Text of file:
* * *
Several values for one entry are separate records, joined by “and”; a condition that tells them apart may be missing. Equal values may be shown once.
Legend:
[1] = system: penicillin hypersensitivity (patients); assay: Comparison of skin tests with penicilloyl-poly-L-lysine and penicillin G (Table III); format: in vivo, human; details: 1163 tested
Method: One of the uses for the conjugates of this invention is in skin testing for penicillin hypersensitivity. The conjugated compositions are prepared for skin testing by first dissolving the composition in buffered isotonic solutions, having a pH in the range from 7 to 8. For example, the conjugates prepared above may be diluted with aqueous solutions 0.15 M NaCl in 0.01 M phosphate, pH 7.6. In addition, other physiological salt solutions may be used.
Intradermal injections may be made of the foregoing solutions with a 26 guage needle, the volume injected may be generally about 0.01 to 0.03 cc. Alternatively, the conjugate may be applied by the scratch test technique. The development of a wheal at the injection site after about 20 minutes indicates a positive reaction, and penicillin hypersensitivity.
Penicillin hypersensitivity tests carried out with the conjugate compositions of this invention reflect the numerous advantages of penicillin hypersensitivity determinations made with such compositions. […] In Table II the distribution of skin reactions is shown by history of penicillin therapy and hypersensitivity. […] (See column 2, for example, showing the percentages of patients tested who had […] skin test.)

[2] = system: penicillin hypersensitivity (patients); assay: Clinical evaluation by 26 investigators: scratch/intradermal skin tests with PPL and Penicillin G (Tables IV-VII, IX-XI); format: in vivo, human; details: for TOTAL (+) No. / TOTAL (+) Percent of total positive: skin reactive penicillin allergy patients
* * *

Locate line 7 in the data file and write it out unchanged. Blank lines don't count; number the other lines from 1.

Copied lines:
[2] = system: penicillin hypersensitivity (patients); assay: Clinical evaluation by 26 investigators: scratch/intradermal skin tests with PPL and Penicillin G (Tables IV-VII, IX-XI); format: in vivo, human; details: for TOTAL (+) No. / TOTAL (+) Percent of total positive: skin reactive penicillin allergy patients